Armed with more than 165 years of family farming history and experience, Frey Ranch Farmers + Distillers is a true leader in its “ground to glass” approach in Northern Nevada agriculture.
It all started with current owner Colby Frey’s great-great-grandfather Charles who homesteaded in Genoa, named Ranch One because it was one of the first original homesteads in Western Nevada back in 1854. He was one of eight people to get deeded in Nevada, living on the land. Great-great-grandpa Charles then moved to Washoe Valley, and married Ethel May Peckham (the same Peckham that Peckham Lane in Reno is named after).
In its next generation, Charles’ son (a.k.a. Colby’s great-grandfather) moved to Fallon in the early 1920s and bought a property called Island Ranch for $60,000, considered a lot of money at the time. Robert Douglas built the house in 1918 and Frederick DeLongchamps was the architect; the home is now a registered historical site. This was the house that Colby’s grandfather was raised in and later Colby’s dad, all the Frey men named Charles.
When Colby’s father ran the ranch, he decided to plant grapes to make wine as grapes are a crop known for conserving water. However, Charlie was getting Napa Valley yield with Lodi prices, and needed to procure more money to justify the expenses.
There are a lot of different variables that affect farming, making growing anything on a large scale and making a living off it hard work. Colby saw all of that, working the farm and driving tractors from a pretty young age, and didn’t deter him from following in the previous Frey’s’ footsteps.
“Ever since I was a little boy, I wanted to be a farmer,” Colby says. “But it’s a tremendous number of hours. You can work your butt off one year and not make anything, and then the next year can be completely different. Farmers always have so many different obstacles to overcome. That’s why 165 years of knowledge is important because the land has talked to us throughout the years.”
Colby was able to take over the farm because his family sold it to him for market value of the business, and he is grateful to have been able to procure the land at a reasonable price. However, when Colby took over the farm, he figured he could already take the grain growing on it and turn it into something he liked: whiskey.
“I thought, I like whiskey better than wine, so why not take those crops and mash, mill, distill them, and convert it into liquor?” Colby realized.
Therefore, using his family’s centuries-worth of knowledge and experience, Colby determined that with the ranch’s specific soil, climate, and irrigation techniques, him and his wife Ashley (who grew up in Gardnerville and he met attending University of Nevada, Reno) could make quality bourbons and ryes within this fifth generation of Frey Ranch.
The ranch was rebranded as a whiskey maker in 2006 when they got a federal license to legally distill the whiskey. However, according to Nevada state law they couldn’t sell it until 2013. That was when they started aging the whiskey – which took 5-8 years – and why no one really heard of Frey Ranch spirits until its first batches were released in 2019.
“Those years between 2006-2013 were a blessing in disguise because it made us slow down, figure out how to grow the grains, mash techniques, and yeast varieties,” Colby explains.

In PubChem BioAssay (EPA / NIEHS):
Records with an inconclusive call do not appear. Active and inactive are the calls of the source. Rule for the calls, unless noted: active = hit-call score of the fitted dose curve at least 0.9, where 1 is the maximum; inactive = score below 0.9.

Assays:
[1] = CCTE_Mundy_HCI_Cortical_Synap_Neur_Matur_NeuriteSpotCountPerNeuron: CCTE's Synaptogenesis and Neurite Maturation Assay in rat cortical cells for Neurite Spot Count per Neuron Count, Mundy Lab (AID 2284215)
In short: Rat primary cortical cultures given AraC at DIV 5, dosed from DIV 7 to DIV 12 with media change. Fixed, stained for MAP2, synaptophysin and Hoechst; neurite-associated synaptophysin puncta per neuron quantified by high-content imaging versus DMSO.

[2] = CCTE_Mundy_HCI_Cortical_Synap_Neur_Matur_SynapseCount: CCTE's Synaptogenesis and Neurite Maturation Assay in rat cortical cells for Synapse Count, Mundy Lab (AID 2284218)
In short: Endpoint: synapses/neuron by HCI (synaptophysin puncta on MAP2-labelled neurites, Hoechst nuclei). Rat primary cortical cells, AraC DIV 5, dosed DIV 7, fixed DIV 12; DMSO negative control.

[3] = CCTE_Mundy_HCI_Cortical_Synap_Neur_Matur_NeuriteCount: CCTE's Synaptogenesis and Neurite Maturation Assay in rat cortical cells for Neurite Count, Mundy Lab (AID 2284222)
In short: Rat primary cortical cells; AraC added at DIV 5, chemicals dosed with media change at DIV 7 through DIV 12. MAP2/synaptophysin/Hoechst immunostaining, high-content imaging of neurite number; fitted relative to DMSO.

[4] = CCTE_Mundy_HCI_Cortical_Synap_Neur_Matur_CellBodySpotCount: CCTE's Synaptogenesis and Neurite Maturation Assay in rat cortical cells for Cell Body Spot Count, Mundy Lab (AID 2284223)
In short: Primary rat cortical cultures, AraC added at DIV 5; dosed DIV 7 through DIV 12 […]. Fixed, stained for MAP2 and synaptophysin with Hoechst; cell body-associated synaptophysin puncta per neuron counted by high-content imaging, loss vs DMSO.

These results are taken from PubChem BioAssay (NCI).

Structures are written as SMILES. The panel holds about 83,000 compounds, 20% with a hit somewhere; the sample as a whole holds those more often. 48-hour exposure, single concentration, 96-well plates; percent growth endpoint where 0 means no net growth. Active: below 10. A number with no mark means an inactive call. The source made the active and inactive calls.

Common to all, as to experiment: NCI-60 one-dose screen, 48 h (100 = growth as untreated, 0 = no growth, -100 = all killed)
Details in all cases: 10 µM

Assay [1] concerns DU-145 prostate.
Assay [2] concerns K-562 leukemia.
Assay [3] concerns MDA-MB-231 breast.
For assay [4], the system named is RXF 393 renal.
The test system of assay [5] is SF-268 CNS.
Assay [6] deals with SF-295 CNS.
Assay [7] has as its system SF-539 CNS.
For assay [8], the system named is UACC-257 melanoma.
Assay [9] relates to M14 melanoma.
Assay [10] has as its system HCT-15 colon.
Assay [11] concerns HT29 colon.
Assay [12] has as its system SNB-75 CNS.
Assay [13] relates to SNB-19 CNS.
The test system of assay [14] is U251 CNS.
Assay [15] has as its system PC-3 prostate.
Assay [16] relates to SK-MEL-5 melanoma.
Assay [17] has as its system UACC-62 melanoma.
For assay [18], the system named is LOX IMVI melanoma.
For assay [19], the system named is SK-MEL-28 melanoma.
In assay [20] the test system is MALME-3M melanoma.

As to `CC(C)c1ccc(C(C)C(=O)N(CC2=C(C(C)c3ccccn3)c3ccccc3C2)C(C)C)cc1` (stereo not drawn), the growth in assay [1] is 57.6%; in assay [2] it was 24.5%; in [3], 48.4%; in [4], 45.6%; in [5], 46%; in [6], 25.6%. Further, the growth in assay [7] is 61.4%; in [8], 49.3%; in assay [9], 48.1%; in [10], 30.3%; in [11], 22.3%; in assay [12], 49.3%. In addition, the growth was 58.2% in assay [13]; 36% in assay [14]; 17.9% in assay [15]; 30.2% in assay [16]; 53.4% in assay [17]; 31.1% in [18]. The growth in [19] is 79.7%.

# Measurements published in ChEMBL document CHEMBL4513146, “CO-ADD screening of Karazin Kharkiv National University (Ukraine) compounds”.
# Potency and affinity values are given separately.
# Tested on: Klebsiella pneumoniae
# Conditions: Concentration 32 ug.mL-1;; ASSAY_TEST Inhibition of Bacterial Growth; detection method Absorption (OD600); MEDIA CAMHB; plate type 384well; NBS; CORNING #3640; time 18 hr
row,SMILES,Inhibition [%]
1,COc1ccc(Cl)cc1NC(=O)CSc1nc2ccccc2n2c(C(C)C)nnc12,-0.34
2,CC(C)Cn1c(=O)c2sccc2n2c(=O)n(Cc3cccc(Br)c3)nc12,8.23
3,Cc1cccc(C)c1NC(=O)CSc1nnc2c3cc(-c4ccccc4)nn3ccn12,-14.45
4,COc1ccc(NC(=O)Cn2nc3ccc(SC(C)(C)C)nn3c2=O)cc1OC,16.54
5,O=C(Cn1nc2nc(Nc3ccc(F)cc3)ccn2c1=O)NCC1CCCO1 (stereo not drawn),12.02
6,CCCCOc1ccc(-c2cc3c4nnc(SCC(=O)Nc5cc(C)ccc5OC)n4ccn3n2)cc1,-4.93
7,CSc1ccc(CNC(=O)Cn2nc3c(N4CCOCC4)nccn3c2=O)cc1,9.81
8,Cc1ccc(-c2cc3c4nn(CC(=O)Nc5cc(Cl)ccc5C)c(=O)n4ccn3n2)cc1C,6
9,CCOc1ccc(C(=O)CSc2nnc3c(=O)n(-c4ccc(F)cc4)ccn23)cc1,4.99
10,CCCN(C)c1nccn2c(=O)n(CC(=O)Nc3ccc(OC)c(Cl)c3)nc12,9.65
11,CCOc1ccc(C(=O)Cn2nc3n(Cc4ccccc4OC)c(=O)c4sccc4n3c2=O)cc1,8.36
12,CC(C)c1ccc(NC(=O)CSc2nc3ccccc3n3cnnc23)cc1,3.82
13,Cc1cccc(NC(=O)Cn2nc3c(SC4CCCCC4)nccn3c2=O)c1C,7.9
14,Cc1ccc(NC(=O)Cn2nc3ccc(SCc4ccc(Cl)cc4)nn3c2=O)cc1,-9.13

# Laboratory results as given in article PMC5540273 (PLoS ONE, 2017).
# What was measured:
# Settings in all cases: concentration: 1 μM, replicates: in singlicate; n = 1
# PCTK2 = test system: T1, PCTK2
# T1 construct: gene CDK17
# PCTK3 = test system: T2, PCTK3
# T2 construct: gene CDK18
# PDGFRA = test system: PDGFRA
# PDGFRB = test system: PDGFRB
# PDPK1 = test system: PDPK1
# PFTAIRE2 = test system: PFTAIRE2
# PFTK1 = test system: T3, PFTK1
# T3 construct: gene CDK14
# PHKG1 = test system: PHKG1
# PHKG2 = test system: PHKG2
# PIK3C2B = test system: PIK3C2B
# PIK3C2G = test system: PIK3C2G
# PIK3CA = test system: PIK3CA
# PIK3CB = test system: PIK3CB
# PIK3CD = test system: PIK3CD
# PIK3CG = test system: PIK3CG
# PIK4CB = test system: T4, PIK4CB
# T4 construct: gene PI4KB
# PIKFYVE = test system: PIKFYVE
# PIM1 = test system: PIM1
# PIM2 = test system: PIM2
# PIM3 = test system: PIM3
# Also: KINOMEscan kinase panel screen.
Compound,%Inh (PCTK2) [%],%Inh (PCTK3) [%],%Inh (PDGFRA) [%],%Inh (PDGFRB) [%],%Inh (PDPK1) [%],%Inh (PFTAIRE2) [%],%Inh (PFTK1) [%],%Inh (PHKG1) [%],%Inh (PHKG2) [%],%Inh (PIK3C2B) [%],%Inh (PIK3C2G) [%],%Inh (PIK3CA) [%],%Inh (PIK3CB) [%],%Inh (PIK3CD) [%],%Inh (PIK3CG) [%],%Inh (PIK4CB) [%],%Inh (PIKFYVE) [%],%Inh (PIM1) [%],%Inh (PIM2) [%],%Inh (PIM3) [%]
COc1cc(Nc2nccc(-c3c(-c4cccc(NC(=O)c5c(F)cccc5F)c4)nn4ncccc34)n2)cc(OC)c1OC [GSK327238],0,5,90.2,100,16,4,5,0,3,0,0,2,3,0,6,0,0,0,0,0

The ranch is 2,000 acres now, and the Freys built a state-of-the-art distillery where they are primed to sell almost 1 million bottles of whiskey in 5-6 years (Frey Ranch is currently bottling/selling 140,000 bottles per year after aging, and every year they increase production).
They grow wheat, rye, barley, and corn for two years then rotate it out with alfalfa which is important for crop rotation and health of the land (alfalfa has deep roots and produces fixed nitrogen, creating a nice circulation of water/drainage system). Five hundred acres of its soil is dedicated to growing grain (corn and rye), and its alfalfa is exported to places as far away as Taiwan and Japan.
“Alfalfa grows really well here; there’s a lot of TDN (Total Digestible Nutrients) in hay,” Colby explains. However, unlike other whiskey makers, their grain never leaves their possession as they use it to make their own ryes and bourbons, opposite of all the alfalfa they send off.
It takes one to one-and-a-half years to plant the fields, then Frey Ranch harvests the grain and puts it into silos, milling, mashing, fermenting, and distilling it,” he says. The process of milling and mashing goes quickly, but then it sits in the barrels for at least half a decade.
Through its California fulfillment center, Frey Ranch can ship its spirits to 30 states, and even sends a pallet to The Whisky Exchange in London. Next year, Frey Ranch will be shipping to Georgia and Arizona.
Colby likes the saying, “If you’re not making dust, you’re eating dust,” and keeps that in the back of his mind as him and Ashley manage the business.
“That’s my favorite quote because you have to get up every morning and keep going. And as a farmer, you’re always out in the dirt.”
When asked about the goals of Frey Ranch, Colby replies, “We want to be the leader in the farm distillery environment. In wineries they grow all their own ingredients but in liquor-making, not so much. I think there’s a big shift today in people caring about their food and where it comes from, and I think it’s the same with distilleries. We’d like to create that movement,” he says.
“The whiskey really has a lot of us in every bottle; we’re one of the only few places that grows and uses 100 percent of our ingredients,” he says.
Frey Ranch is a year-round farm based in Fallon that offers tastings to the public every Saturday from noon-4 p.m. For information about Frey Ranch and how to buy it, visit www.freyranch.com.